Wheeling Banker Robert C. Hazlett helped change the face of banking in West Virginia. Under his leadership, Wheeling Dollar Bank, which later became WesBanco, opened the Ohio Valley's first drive-in facility in 1951. In 1963, he helped organize the first data center to be placed in use by a West Virginia bank. The Wheeling Dollar Savings and Trust Co. continued to grow under his leadership and, in 1976, he unveiled a significant addition to the city's skyline - a $6 million, eight-story building that is now known as WesBanco Plaza. Hazlett was also a strong supporter of the 1982 West Virginia law that allowed limited branch-banking in the state for the first time. Prior to that legislation, banks were only allowed to have one branch office, which was required to be located within 2,000 feet of the bank's headquarters.
The son of Robert and Anna Cummins Hazlett, Robert C. Hazlett, was born in Wheeling in 1910 and attended the Linsly Military Institute. He went on to receive a civil engineering degree from Cornell University in 1931. Returning to Wheeling in 1931, he became a bookkeeper at the Dollar Savings and Trust Co. His father - a second generation Wheeling resident, former Wheeling Postmaster and a civil engineer - was president of the bank at that time. In a history of the bank, Hazlett wrote: "Today the bank operates under the same charter that was issued in 1870 to The German Bank," the first president of which was Augustus Pollock. In 1933, when the bank merged with the Wheeling Bank and Trust Co. to form the largest bank in West Virginia, Wheeling Dollar Savings and Trust Co., Hazlett became head of the bank's trust department, a position he would hold for 25 years. He became president of the bank in 1958 and later served as chairman of the board and executive committee. After 51 years in the banking industry, he retired from Wheeling Dollar but remained active as a consultant and board member.
In addition to his service with Wheeling Dollar, Hazlett's business contributions included serving as president of the West Virginia Bankers Association; vice president of the Wheeling Area Conference for Community Development; a board member of both the Progressive Bankers Association and the Morris Plan Association; and a director for the following organizations: Centre Foundry, Fostoria Glass, Pittsburgh Federal Reserve Branch, Scott Lumber Co., Wheeling Stamping Co., and the Wheeling Area Chamber of Commerce.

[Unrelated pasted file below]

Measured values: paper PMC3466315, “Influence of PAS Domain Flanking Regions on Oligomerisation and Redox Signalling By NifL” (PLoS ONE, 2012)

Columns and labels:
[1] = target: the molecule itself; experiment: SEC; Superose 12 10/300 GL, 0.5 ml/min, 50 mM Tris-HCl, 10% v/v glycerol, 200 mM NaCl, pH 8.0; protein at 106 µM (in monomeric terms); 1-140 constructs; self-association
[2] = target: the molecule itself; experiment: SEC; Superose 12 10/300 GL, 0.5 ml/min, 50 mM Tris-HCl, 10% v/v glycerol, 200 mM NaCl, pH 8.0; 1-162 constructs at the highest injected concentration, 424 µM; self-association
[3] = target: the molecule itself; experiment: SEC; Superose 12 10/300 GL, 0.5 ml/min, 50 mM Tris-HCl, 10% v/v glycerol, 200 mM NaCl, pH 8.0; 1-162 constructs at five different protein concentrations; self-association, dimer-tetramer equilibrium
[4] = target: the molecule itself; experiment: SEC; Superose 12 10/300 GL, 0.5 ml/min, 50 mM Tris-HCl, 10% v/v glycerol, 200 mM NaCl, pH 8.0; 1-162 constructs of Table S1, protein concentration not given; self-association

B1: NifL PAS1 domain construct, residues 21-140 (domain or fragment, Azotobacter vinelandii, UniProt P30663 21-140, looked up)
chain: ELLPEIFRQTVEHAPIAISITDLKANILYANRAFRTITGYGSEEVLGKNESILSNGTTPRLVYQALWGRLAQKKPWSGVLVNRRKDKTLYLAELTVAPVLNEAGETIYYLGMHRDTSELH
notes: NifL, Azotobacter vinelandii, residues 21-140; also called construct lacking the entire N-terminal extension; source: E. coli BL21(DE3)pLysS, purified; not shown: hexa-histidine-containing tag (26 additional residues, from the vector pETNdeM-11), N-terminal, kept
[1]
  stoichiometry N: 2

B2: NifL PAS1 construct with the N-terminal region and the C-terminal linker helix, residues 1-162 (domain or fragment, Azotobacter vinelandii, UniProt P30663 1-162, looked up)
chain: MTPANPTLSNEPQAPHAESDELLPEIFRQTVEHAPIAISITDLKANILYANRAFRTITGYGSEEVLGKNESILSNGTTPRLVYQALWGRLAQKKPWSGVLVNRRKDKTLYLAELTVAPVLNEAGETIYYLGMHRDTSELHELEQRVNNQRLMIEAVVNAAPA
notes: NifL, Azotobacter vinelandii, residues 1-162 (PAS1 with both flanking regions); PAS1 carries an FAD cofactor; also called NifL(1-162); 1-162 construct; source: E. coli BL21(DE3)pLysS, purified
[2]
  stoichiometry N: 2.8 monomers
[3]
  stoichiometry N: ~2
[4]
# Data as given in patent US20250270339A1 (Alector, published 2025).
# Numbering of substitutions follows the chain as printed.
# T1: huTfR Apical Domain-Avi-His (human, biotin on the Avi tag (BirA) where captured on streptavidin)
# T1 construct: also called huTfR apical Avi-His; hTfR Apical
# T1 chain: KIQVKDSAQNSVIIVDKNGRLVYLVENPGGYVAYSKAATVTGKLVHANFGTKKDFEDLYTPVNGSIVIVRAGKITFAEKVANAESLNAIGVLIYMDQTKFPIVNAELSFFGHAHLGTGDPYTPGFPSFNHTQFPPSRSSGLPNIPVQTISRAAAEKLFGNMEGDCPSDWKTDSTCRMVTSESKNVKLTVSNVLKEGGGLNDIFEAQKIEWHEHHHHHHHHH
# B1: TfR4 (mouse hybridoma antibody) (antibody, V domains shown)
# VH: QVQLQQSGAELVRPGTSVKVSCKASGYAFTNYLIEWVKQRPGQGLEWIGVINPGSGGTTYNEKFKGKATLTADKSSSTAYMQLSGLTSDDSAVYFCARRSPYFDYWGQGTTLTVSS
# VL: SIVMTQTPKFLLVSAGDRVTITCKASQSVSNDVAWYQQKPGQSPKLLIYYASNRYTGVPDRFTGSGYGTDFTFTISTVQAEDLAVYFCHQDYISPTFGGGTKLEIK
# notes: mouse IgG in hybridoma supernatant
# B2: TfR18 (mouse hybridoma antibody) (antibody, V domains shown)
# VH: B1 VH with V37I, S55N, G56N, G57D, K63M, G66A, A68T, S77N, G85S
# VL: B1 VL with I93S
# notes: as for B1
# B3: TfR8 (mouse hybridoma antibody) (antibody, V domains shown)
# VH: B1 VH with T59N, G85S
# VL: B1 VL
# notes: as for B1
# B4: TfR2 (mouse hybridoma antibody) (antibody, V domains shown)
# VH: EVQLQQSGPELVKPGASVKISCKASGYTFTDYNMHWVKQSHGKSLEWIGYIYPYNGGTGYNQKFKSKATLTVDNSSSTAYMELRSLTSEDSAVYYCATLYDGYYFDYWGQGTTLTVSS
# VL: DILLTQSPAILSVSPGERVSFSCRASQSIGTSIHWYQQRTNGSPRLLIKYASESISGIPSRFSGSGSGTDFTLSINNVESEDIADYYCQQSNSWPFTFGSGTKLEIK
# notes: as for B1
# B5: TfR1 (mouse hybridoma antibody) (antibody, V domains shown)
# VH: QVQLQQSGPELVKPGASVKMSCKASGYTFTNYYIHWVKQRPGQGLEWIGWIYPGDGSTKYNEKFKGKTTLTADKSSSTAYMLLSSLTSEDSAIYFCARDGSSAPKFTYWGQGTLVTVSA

Hazlett has been nominated to inclusion in the Wheeling Hall of Fame under the category of Business, Industry and Professions but, as members of that committee pointed out, he could also have been nominated under the category of Public Service. In 1952 he was selected citizen of the year and his many civic contributions included serving as president of the Ohio County Board of Education: president and member of the Linsly Military Institute Board of Trustees; president and director of the Wheeling Society for Crippled Children; president of the Woodsdale Children's Home; Chairman of the First United Presbyterian Church's board of trustees; exalted ruler of the Wheeling Lodge, BPO Elks; a trustee for both Reynolds Memorial Hospital and Ohio Valley Medical Center; and a member of the advisory boards of Bethany College, West Liberty State College and Wheeling College (Wheeling Jesuit University). After his retirement in 1982, he kept working at one of his passions, a labor of love, with his longstanding involvement with the Wheeling Park Commission.
In a newspaper article entitled "Robert Hazlett Marks 50 Years", the writer stated "Mr. Hazlett believes the old values of family, church, community and business are the values that count. He has a strong sense of self-reliance and a lively interest in anything that is for the betterment of his community."
Hazlett, who died in 1996, and his wife Susan Arbentz, whom he married in 1936, were the parents of five sons. Robert C. Jr., John, James, George and Thomas.
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